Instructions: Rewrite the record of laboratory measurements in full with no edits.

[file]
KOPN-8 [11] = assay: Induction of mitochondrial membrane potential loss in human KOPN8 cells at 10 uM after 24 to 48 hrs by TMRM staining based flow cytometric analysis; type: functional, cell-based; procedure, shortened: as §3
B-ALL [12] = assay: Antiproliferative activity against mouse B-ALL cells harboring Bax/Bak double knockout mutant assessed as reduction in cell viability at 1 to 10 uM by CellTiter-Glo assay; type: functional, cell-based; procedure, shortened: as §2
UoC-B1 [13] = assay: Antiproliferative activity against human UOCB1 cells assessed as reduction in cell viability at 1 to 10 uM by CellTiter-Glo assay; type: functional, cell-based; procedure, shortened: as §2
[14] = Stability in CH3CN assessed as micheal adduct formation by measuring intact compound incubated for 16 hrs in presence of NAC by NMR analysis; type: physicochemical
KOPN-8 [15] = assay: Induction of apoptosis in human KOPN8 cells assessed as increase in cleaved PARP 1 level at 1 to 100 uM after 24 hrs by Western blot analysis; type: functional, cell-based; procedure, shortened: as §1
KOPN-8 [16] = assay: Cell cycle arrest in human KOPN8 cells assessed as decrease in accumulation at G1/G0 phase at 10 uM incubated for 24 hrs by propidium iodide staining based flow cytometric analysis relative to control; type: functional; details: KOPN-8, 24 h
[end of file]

KOPN-8 [11] = assay: Induction of mitochondrial membrane potential loss in human KOPN8 cells at 10 uM after 24 to 48 hrs by TMRM staining based flow cytometric analysis; type: functional, cell-based; procedure, shortened: as §3
B-ALL [12] = assay: Antiproliferative activity against mouse B-ALL cells harboring Bax/Bak double knockout mutant assessed as reduction in cell viability at 1 to 10 uM by CellTiter-Glo assay; type: functional, cell-based; procedure, shortened: as §2
UoC-B1 [13] = assay: Antiproliferative activity against human UOCB1 cells assessed as reduction in cell viability at 1 to 10 uM by CellTiter-Glo assay; type: functional, cell-based; procedure, shortened: as §2
[14] = Stability in CH3CN assessed as micheal adduct formation by measuring intact compound incubated for 16 hrs in presence of NAC by NMR analysis; type: physicochemical
KOPN-8 [15] = assay: Induction of apoptosis in human KOPN8 cells assessed as increase in cleaved PARP 1 level at 1 to 100 uM after 24 hrs by Western blot analysis; type: functional, cell-based; procedure, shortened: as §1
KOPN-8 [16] = assay: Cell cycle arrest in human KOPN8 cells assessed as decrease in accumulation at G1/G0 phase at 10 uM incubated for 24 hrs by propidium iodide staining based flow cytometric analysis relative to control; type: functional; details: KOPN-8, 24 h